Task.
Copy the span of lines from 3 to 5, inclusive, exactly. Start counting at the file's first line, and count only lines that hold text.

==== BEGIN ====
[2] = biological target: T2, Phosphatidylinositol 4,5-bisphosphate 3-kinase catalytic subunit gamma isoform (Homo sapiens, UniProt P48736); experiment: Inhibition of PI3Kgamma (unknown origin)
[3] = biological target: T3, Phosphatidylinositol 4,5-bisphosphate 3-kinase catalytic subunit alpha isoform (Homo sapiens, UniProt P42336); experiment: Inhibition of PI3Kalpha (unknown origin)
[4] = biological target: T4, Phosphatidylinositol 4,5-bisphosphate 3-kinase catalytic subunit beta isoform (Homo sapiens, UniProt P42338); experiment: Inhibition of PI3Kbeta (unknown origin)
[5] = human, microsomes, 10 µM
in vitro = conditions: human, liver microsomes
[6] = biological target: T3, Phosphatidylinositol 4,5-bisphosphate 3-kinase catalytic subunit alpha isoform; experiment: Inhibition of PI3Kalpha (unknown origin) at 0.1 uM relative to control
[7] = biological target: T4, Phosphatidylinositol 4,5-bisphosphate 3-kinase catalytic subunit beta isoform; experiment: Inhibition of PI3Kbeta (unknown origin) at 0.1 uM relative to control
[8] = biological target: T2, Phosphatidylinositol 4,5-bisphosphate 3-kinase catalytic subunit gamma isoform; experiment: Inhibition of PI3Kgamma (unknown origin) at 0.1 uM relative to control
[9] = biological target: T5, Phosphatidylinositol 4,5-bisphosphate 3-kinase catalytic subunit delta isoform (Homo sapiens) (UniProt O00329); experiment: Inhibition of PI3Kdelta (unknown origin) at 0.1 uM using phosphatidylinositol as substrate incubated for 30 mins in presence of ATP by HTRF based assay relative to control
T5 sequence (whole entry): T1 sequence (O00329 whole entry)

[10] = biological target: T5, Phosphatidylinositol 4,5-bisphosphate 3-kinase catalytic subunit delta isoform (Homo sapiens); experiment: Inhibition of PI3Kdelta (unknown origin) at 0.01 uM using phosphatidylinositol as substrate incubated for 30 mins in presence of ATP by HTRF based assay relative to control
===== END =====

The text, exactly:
[4] = biological target: T4, Phosphatidylinositol 4,5-bisphosphate 3-kinase catalytic subunit beta isoform (Homo sapiens, UniProt P42338); experiment: Inhibition of PI3Kbeta (unknown origin)
[5] = human, microsomes, 10 µM
in vitro = conditions: human, liver microsomes